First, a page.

Insert the template board. To keep later modifications easier, it may be a good idea to put the template on all the sub projects in the same location, and that is why we set the grid to 5mm. As insertion point I moved the mouse to ( 0, 0), which is 10mm outside the left top of the page. Coordinates and grids may get confusing when switching between imperial (for lots of 0.1" holes) and metric (Hey, I live in Europe). Another reason for logical coordinates, is as preparation for revisons. It should be able to simply delete the board outline (with holes & connectors) from the sub-projects, and re-import them from the (modified / updated) template).

Save the imported template in the power.kicad_pcb, and exit the stand alone version of Pcbnew.
In the Project Manager, double click on the “power” project to make it active and look at the results. The board outline, mounting holes and connectors are all there.
Nothing else is in the board, because I had not saved it before.

There are some differences between the schematic, and the freshly imported template PCB. The connector on the template has RefDes J1, while on the schematic it has refdes J3. (The schematic also has no mounting holes, but one step at a time).

Pcbnew, change the RefDes of the connector to J3, because that is the correct name of the connector for this board.

Open the schematic and press [F8]. By default it wants to remove the mounting holes, and the connector, and replace the connector with another one:

This is not what we want.
1). Uncheck “Delete extra footprints”.
2). Select: “Re-associate footprints by reference”

The “Update PCB from Schematic” now looks like:

Clicking “update PCB” and “Close” attaches the new components to the cursor. J3 is not part of the new import, because now the connector from the template is used. After a bit of cleanup it’s clear from the Ratsnest that the connector is accepted as part of the design, and this is a good point to save the board.

When designing a PCB, I often go through a lot of small iterations and go back and forth between schematic and PCB.
As a “revision” I add an extra 100nF capactior to the schematic, and then press [F8] again. First it doest the annotation (Oops, it’s called C1), and upon updating the PCB almost all the nets get “Reconnected”, but I pressed “OK” nonetheless, and all looks OK.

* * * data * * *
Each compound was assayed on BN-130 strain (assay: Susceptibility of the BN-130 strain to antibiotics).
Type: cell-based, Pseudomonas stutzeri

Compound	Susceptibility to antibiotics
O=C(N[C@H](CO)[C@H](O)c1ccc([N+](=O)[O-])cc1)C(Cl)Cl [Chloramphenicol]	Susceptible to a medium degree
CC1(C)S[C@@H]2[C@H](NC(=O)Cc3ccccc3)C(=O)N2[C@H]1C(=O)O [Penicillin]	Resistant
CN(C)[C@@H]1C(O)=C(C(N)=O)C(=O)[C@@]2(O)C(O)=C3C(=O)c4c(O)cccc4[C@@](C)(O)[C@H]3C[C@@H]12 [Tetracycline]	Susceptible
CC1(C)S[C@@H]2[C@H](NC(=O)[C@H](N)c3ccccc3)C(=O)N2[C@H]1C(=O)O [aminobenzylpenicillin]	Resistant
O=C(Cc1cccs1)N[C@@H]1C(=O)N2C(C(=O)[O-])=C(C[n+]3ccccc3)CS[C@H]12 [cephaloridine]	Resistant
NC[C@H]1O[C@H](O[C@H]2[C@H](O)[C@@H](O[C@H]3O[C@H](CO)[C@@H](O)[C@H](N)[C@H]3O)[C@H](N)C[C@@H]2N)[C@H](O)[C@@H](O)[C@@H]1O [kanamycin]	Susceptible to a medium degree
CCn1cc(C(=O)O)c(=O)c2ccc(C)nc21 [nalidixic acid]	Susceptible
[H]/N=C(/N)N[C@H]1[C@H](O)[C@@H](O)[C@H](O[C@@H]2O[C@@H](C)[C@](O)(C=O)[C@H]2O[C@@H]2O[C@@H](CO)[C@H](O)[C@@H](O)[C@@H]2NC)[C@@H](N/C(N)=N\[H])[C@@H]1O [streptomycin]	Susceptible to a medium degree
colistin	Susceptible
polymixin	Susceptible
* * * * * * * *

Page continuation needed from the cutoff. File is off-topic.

For a real project it’s easier to keep components separated by giving them RefDes numbers which are far apart. For example, everything on the “power” board starts with 100+. But those are just details.

For working on the schematic you should choose the “common” project, to make sure annotation does not use duplicate the RefDes for different sub-projects.
From within the “common” project you can work with hierarchical labels, just as with any hierarchical labels. ERC should also work normally.
When updating a PCB, you should first switch to the sub project, by selecting (double cliking) it in KiCad’s Project Manager. If you forget this step, then all components of all PCB’s will get imported in the PCB of the “common” project, which is harmless, but probably also useless.

When you forget to switch back from a “sub-project” to the “common” project, you may create duplicate symbols during ReDes assignment, but it’s easy to fix, and it’s just another good reason to keep the number 100 or so apart.
It’s also a limitation. All the RefDes must be unique across the whole project.

If you want to experement with it, here’s the zipped project: (196.3 KB)

As said before, please post Idea’s, suggestions questions and discussions in:

That’s it for today, but this thread will probably be edited and updated later.


I doubt this will play nice with symbol rescue so you will need to have such a project under version control and roll back as soon as you get the rescue dialog and rescue inside the sub projects first. (I even doubt it will be foolproof that way but hey you try to do stuff kicad is not intented to do so it is on you if it destroys your work.)

I would probably use a reverse approach:
“Resque” the whole project in one go, and then add the resque library as a project specific library to the sub projects.

The whole resque thing is a temporary hack in V5 and will be removed in KiCad V6 anyway. It might be worth it to think a bit more about this for the way project dependent libraries get implemented in V6.

It won’t go away because it is still required to load pre-V6 projects in v6. Only projects created in v6 or later will not need to be “rescued”.

But the rescue thing can certainly be easily improved a lot.
For example by just being able to give a file name in which the symbols have to be “rescued”. Especially if a bproject already has a project specific library.